The same could be said for Taylor, who is still a free agent. Taylor proved he could handle a starting role. He hit .220/.278/.442 with 21 homers, 51 RBI, and 13 stolen bases last season and is probably looking for such on the open market. Had he returned to Minnesota, that would have been another vote against Buxton’s return. Instead, the opposite storyline has played out.

Buxton appeared at TwinsFest and declared, “I’m back” in center field. He told anyone who would listen that he feels like the player he was becoming a few years ago.

That would be a massive win for the Twins. Buxton was starting to ascend to stardom from July 13, 2019, to June 17, 2022. Although he battled several injuries, Buxton hit .272/.321/.611 with 52 home runs, 96 RBI, and 13 stolen bases over 162 games. His fielding was even better. He had 37 defensive runs saved from the start of the 2019 season through the 2022 season, and he put up an 8.3 wins above replacement (WAR).

Buxton’s injuries also make fans forget how good he was at the beginning of the 2022 season. He was hitting .231/.311/.586/ with 19 home runs and 33 RBI when he socked his leadoff home run against the Arizona Diamondbacks on June 17.

Had Buxton played in 75 percent of games, he would have hit 46 home runs with a .581 slugging percentage. Buxton would have joined a list of players that includes Vladimir Guerrero Jr. (2021), Shohei Ohtani (2021), Pete Alonso (2019), Cody Bellinger (2019), Aaron Judge (2017), Giancarlo Stanton (2017) and Chris Davis (2013) since 2012.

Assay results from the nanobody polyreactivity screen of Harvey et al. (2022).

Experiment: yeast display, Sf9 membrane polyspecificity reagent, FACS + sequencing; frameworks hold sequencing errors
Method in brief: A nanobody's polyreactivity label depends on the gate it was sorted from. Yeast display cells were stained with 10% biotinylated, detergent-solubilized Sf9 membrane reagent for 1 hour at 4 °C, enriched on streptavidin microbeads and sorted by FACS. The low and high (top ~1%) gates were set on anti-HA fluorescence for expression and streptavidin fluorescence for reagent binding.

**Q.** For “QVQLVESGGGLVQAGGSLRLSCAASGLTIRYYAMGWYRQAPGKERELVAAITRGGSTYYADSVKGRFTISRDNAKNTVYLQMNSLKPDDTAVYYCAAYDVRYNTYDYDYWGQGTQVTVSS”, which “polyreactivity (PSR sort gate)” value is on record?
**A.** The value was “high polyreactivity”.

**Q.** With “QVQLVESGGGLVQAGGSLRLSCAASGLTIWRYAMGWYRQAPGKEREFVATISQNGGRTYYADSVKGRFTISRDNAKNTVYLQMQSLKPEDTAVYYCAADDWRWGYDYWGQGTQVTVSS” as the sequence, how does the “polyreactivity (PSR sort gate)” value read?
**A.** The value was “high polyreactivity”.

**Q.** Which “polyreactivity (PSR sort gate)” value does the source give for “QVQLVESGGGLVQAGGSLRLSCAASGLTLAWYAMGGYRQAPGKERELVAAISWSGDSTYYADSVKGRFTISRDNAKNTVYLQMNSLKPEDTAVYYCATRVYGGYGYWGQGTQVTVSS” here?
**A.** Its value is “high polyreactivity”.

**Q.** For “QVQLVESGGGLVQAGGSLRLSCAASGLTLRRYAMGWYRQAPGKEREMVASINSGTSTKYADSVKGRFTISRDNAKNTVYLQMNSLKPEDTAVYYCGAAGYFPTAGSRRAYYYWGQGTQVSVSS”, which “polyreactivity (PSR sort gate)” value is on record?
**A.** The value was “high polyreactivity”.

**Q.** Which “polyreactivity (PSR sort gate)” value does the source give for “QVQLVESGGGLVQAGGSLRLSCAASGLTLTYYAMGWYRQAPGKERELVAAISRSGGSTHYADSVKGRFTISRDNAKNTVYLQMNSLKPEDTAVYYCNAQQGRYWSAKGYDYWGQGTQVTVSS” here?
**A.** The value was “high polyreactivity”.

Consider that this was just 20 months ago, and Buxton showed signs of improvement last season. He had a career-high 10.1 percent walk rate and 116.9 mph maximum exit velocity. His 91.1 mph average exit velocity was a steep drop from the career-high 92.9 mph he put up in 2022. Still, it was Buxton’s fifth straight season over 90 mph, with the streak beginning in 2019.

A player like Buxton doesn’t need a premium backup option in centerfield because he’s a guy you want to have in the lineup daily. Buxton’s talent has never been the problem. But if the Twins were worried, they probably would have gone after a better option than Margot.

Margot is comparable to Taylor and even an upgrade in some ways. But he’s not a guy you want to play 129 games like Taylor did last year. After undergoing elbow surgery last August, the Tampa Bay Rays traded Margot to the Los Angeles Dodgers as part of the Tyler Glasnow trade. He’ll collect checks from Tampa Bay, LA, and Minnesota in 2023.

Again, trading for Margot could be due to the budget restrictions that have dominated the headlines, but the Twins could have sought a better option. They could have signed Kiermaier or Bader in free agency and brought back Taylor with the promise of a starting role. However, that’s not what they did, Buxton told reporters he plans on stealing 30 bases.

It’s understandable if Twins fans feel as comfortable watching Buxton in center field as watching Kenny McCormick cross the street during an episode of South Park. But Minnesota has shown little urgency to acquire an insurance plan this offseason.

Either way, it’s another bet on Buxton returning to the player he was, which could be great news for Minnesota’s chances next season.